The dumb stuff CMG had to see because Hollywood thought, and still thinks, young audience= dumb in 1998:

Spice World
The Waterboy
Meet the Deedles
Lost in Space
Dr. Dolittle
Madeleine- Heaven help me this was my first ever Frances McDormand film.
Patch Adams- When it hit me Robin Williams was not infallible. Good lord.
Barney's Great Adventure- I hated having a little sister at this time.
The Man in the Iron Mask- What can I say? I liked the 3 Musketeers at this time.
Quest for Camelot
Air Bud
Simon Birch
The Rugrats Movie
Jack Frost
Pocahontas II
Mighty Joe Young- It did, however, cause to have puppy love for Charlize Theron.

Also the year of Mulan, Parent Trap, and A Bug's Life. Oh yeah, Antz. It was like the other double movie with Armageddon and Deep Impact being the major one. I swear my mother took me to You've Got Mail. Twice. I also saw The Prince of Egypt animated film. That was good, right?

Paul Outlaw- You liked Gus van Sant's Psycho? As what? An exercise? A meta commentary on the futility of making a sequel to a perfect movie?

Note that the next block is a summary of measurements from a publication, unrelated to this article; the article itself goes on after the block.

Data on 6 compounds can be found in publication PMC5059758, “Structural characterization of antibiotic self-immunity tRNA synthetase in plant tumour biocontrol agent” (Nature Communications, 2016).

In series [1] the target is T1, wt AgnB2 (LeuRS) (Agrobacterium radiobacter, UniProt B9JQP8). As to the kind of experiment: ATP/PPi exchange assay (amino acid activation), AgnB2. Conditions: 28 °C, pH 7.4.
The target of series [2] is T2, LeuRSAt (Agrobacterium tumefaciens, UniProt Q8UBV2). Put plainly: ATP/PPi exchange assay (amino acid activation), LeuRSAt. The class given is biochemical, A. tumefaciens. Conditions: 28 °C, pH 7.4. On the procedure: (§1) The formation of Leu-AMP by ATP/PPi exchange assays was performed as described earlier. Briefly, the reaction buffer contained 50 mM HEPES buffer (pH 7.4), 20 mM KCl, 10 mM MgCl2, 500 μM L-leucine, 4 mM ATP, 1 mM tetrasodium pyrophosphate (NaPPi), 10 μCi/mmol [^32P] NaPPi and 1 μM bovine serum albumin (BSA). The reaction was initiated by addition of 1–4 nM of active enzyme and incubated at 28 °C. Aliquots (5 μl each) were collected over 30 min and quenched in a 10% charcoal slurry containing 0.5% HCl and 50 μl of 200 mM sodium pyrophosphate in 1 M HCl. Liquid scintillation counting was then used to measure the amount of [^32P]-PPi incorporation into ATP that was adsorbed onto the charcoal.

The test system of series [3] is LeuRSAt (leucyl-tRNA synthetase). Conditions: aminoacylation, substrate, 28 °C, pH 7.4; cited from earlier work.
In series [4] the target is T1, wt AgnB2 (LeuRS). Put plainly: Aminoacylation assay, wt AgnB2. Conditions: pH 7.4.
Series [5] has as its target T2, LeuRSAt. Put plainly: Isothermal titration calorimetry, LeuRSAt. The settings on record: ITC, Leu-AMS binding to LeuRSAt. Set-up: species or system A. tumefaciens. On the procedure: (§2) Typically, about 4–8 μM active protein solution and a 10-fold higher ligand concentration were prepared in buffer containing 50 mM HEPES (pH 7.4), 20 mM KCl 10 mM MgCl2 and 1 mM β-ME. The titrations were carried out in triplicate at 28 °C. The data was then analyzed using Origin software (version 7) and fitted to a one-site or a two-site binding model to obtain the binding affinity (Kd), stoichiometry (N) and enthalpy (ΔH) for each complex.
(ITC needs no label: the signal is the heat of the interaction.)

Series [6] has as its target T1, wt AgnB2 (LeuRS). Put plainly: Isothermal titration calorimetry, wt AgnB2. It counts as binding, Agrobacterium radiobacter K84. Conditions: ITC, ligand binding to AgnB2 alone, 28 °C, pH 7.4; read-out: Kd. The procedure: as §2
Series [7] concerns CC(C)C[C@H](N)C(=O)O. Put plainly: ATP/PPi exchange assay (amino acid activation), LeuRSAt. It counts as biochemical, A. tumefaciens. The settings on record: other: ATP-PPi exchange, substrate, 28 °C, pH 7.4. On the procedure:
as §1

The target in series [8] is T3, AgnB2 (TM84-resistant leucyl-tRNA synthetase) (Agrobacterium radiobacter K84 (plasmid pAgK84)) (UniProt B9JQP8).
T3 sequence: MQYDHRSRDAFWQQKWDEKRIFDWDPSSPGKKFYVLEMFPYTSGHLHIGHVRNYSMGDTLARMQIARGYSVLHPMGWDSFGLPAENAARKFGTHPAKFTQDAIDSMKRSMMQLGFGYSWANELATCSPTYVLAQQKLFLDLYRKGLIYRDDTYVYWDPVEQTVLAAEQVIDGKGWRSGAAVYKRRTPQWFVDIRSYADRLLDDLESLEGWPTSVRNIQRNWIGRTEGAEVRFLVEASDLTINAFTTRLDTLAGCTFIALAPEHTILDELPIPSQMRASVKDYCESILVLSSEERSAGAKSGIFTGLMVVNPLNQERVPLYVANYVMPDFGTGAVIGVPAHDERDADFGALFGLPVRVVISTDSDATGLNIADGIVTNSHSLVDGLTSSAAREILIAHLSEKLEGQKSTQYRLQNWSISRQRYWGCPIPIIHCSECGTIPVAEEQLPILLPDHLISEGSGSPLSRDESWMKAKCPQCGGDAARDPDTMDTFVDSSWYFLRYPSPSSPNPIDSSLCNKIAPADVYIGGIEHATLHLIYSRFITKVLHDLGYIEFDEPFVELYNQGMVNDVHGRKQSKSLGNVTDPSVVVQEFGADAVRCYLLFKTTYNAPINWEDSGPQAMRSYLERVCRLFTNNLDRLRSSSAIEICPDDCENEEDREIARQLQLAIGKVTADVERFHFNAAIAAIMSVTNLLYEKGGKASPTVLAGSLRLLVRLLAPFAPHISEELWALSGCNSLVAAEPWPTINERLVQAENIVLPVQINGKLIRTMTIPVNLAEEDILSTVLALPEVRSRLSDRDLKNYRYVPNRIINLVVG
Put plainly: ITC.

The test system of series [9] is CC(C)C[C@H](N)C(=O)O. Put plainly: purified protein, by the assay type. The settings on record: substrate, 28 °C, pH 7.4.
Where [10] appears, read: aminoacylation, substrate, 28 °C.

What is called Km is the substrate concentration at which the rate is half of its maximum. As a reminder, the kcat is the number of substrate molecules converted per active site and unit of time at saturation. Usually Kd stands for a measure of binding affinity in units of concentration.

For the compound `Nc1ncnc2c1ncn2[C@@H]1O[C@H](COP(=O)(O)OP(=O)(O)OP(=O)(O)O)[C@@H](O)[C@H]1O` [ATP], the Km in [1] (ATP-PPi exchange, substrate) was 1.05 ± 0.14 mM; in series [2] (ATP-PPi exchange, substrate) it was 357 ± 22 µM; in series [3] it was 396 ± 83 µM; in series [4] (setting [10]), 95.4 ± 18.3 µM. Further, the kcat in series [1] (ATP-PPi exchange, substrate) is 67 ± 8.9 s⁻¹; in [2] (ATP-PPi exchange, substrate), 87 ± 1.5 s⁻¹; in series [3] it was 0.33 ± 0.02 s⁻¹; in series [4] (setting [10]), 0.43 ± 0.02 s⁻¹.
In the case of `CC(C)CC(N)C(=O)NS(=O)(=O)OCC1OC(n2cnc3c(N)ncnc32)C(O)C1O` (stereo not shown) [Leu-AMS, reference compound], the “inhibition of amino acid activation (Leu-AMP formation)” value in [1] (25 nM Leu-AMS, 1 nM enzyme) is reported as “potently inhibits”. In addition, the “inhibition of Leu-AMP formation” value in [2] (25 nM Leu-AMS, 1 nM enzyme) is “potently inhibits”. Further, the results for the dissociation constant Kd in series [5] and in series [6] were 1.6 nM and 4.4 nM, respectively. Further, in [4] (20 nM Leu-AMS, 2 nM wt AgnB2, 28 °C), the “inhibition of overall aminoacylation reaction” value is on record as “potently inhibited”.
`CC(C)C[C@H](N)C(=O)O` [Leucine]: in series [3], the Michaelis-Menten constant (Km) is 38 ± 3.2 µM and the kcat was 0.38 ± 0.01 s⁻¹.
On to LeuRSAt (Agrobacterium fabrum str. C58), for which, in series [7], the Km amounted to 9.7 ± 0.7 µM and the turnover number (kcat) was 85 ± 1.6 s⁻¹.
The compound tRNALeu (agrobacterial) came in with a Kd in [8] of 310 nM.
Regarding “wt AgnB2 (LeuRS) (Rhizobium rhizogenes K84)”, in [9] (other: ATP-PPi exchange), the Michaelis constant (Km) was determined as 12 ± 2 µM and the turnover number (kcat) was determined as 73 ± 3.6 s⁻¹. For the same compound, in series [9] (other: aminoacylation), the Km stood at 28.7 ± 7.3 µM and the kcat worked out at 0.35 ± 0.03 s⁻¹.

November 19, 2013 | Unregistered CommenterCMG

Kathy Bates in Primary Colors. The end.

November 19, 2013 | Unregistered CommenterJordan


November 19, 2013 | Unregistered CommenterRyan

CMG: I'd say Jack Frost probably gets a bit too much flack. Yes, the CGI's bad. Yes, it's not a movie with any pretensions of "intelligence." However, Keaton IS a likeable presence that it's pleasant to spend a movie around. I can imagine much better ways to spend my time (coughKindHeartsAndCoronetscough), but I can also imagine FAR worse ways to spend time (coughManofSteelcough).

November 19, 2013 | Unregistered CommenterVolvagia

I loved "The Wedding Singer" and, while I understand her viewpoint, I was sad to learn that Alexis Arquette thought it was a degrading role. I loved it as a 12-year-old gay boy.

I remember I would type up the box office charts every week (just copying them from the paper) and wondering what movie would finally topple "Titanic". I was obsessed with Neve Campbell so I thought it would be "Wild Things" (and I would have accepted "Spice World"), and I was kind of disappointed when it ended up being "Lost in Space".

My nostalgic self also remembers: